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Insulitis is an inflammation of the islets of Langerhans of the pancreas.[1] Pancreatic β-cells become infiltrated by mononuclear cells, leading to inflammation. This lymphocyte infiltration can result in destruction of the insulin producing beta cells of the islets,[2] and clinical diabetes. Insulitis can be studied in the MLDS mouse model or the NOD mouse model of type-1 diabetes. The chemokine family of proteins may play a key role in promoting leukocytic infiltration into the pancreas.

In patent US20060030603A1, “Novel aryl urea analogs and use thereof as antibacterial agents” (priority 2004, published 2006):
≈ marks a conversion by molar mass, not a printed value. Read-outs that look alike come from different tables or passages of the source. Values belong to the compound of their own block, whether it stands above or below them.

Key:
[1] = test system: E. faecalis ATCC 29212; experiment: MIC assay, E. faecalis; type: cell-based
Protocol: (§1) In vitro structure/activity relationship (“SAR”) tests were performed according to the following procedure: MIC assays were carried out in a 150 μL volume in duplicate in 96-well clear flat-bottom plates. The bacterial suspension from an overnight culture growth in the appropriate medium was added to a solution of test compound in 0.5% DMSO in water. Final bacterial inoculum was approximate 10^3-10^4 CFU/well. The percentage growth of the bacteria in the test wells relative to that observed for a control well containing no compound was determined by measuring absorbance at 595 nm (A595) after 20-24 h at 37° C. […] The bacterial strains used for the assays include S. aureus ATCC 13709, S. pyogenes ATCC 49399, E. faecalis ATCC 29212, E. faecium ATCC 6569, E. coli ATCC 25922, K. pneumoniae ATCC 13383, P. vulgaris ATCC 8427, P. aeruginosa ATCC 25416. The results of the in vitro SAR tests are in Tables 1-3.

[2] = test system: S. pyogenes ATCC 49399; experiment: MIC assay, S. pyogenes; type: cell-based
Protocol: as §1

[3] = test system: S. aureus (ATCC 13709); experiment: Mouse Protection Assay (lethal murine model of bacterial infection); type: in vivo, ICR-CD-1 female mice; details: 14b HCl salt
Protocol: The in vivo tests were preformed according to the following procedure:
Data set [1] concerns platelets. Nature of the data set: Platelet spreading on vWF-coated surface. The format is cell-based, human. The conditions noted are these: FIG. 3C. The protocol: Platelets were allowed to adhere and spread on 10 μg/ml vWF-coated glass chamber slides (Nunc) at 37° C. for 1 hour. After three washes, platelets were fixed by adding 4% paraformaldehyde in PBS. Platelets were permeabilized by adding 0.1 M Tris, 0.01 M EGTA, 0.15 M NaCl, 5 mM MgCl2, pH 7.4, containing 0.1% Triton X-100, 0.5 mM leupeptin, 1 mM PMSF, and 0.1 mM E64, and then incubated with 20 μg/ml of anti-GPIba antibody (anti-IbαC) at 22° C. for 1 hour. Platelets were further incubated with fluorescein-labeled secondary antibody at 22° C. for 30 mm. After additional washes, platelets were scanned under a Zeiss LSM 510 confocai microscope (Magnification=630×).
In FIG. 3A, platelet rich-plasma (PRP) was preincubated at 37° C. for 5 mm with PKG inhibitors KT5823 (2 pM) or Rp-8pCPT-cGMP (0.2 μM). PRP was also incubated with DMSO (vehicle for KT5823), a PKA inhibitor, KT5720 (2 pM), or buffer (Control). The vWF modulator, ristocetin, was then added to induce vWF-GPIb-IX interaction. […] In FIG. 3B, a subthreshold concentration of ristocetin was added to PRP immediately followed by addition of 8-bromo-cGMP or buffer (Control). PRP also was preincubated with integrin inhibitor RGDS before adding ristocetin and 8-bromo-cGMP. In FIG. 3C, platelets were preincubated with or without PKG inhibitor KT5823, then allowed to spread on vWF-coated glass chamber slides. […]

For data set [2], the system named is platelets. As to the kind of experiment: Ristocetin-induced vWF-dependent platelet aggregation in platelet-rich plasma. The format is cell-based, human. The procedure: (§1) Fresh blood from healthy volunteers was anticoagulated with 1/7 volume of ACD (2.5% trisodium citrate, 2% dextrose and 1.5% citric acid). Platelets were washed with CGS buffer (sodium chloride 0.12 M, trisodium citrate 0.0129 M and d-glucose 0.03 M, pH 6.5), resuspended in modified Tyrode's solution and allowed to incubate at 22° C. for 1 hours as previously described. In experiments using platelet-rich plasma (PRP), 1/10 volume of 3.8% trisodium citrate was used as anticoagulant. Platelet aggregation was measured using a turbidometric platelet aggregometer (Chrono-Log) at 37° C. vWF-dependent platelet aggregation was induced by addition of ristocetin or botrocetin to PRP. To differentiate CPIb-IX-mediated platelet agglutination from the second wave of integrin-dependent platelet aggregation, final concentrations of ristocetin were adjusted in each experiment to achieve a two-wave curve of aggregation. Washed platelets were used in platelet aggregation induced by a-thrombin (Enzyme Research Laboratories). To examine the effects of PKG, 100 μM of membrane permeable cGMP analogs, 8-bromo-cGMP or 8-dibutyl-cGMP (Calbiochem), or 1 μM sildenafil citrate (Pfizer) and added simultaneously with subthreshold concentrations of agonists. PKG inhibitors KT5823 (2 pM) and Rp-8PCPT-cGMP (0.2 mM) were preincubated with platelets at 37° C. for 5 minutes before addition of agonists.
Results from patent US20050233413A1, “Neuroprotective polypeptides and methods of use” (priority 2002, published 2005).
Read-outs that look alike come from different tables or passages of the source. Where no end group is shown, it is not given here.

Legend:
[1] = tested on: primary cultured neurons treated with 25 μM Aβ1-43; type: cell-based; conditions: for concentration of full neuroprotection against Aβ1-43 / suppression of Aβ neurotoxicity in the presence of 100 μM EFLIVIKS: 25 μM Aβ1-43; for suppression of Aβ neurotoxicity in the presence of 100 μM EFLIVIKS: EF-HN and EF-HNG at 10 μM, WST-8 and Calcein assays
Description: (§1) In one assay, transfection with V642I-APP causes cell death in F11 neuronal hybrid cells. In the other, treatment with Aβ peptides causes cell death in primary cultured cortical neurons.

1. ^ "insulitis" at Dorland's Medical Dictionary
  2. ^ In't Veld P, Lievens D, De Grijse J et al. (September 2007). "Screening for insulitis in adult autoantibody-positive organ donors". Diabetes 56 (9): 2400–4. doi:10.2337/db07-0416. PMID 17563060.